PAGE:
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Depression Care Prolongs Lives of Older Diabetics

Older adults with diabetes and depression who receive depression care management are half as likely to die over a five-year period than depressed patients with diabetes who receive none, according to a study by researchers from the University of Pennsylvania School of Medicine. Results of the study, the first known trial that linked diabetes and mortality in a depression intervention trial, were published in the December 2007 issue of Diabetes Care.

A total of 584 participants, aged 60 to 94 were identified through a depression screening, 123 of which reported a history of diabetes. The participants were randomly assigned to usual care, or a depression care management intervention. Those in the depression care group were assigned a depression care manager who recommended treatment for depression and helped patients with treatment and adherence.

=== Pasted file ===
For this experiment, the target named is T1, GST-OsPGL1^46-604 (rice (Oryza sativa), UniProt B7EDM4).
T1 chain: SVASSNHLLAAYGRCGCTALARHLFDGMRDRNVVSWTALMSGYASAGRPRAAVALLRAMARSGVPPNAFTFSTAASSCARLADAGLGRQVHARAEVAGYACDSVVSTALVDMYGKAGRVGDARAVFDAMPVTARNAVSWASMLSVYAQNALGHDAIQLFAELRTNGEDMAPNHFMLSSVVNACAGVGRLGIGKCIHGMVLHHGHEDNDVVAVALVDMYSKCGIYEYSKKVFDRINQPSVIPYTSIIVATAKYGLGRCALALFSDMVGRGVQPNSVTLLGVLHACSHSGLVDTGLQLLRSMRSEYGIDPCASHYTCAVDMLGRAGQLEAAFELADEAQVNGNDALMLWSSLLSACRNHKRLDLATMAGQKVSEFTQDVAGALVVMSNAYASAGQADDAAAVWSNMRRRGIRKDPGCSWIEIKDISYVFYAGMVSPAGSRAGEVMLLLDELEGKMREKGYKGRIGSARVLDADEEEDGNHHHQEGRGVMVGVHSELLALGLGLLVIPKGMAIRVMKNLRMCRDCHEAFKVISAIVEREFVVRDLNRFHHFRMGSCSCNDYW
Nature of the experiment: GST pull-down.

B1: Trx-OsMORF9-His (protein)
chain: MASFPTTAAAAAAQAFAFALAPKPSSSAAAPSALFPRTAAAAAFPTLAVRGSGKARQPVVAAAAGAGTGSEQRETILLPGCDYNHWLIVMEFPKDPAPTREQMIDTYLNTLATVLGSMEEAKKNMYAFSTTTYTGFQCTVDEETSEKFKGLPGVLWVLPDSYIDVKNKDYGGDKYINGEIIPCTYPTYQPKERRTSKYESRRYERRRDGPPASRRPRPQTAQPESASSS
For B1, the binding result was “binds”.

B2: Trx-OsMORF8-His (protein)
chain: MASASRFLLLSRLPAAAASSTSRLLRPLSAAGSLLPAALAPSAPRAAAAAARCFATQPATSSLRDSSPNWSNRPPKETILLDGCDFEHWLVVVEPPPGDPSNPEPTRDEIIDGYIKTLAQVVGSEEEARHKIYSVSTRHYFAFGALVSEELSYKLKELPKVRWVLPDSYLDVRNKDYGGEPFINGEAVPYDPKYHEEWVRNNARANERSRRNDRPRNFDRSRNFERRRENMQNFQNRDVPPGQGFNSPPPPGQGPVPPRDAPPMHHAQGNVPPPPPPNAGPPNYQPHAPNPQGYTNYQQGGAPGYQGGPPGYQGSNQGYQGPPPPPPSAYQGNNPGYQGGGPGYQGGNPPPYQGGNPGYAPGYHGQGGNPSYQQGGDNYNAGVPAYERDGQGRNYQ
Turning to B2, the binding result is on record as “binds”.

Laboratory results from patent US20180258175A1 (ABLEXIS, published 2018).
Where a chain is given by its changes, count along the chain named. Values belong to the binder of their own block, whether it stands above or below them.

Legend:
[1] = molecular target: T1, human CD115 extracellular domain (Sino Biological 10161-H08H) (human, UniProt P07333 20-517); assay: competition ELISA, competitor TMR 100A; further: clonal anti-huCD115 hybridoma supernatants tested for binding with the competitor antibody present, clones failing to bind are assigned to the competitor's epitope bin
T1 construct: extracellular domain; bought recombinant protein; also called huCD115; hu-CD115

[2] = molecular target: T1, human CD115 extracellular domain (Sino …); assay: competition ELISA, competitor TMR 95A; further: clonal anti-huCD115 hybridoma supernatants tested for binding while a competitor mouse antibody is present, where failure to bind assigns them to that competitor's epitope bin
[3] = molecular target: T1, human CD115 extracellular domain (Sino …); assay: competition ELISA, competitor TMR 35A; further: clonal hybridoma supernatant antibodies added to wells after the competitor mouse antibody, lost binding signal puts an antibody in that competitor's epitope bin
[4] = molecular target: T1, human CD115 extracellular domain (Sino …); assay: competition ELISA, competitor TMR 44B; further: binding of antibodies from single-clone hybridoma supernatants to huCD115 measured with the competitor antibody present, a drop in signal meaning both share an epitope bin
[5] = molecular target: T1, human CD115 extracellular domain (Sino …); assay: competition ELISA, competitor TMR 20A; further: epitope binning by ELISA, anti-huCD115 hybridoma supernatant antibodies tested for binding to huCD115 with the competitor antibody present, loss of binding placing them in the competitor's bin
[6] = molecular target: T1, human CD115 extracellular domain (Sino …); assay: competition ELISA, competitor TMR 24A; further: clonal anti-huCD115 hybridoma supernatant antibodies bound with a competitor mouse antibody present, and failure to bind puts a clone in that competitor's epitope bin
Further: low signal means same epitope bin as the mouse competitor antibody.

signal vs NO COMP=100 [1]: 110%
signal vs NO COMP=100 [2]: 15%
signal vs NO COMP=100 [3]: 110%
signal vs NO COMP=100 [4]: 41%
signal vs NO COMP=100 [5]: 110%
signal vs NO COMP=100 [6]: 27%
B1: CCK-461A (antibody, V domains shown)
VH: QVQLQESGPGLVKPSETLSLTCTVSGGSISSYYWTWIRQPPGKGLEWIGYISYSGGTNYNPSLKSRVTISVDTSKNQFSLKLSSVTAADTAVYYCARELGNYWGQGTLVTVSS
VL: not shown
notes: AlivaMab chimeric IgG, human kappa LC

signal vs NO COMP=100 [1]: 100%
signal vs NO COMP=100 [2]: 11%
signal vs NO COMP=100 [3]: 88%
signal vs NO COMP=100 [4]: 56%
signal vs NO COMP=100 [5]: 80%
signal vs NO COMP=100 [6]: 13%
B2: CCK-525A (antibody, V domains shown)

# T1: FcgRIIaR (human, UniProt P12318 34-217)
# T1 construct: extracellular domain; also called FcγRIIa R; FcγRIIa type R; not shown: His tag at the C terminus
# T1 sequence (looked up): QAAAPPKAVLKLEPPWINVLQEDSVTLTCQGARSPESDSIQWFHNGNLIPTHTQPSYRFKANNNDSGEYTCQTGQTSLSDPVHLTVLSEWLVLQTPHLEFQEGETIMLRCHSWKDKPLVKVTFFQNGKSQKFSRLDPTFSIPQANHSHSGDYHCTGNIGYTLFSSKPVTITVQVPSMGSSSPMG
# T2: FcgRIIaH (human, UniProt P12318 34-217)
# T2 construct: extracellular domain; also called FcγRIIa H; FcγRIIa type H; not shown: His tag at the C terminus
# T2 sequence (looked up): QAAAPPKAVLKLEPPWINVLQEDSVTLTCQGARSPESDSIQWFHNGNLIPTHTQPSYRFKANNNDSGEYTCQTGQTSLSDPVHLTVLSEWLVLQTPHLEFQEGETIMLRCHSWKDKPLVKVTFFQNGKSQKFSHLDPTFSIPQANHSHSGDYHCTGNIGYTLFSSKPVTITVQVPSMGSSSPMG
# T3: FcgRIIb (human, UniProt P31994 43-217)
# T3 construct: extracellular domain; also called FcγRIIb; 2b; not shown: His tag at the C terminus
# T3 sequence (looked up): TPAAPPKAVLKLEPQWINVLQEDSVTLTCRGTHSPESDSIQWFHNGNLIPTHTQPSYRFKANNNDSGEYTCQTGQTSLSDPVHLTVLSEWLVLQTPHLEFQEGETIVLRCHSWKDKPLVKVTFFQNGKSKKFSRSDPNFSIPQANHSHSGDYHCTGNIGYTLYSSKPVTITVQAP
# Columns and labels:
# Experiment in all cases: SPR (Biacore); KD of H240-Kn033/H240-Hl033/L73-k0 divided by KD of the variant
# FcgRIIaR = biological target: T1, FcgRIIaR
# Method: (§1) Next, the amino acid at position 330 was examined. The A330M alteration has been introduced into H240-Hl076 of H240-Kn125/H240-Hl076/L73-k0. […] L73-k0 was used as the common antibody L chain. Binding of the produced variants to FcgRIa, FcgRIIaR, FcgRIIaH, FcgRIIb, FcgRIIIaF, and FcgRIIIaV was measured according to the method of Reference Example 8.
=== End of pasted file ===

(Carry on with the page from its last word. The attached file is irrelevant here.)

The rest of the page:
At follow-up, 110 depressed older adults with diabetes had died. However,those who were randomized to depression care management were less likely to die at the end of the fiveyear follow-up than those depressed older adults who only received usual care. Study authors believe that the result of the study provide for the integration of depression evaluation and treatment with diabetes management in primary care.

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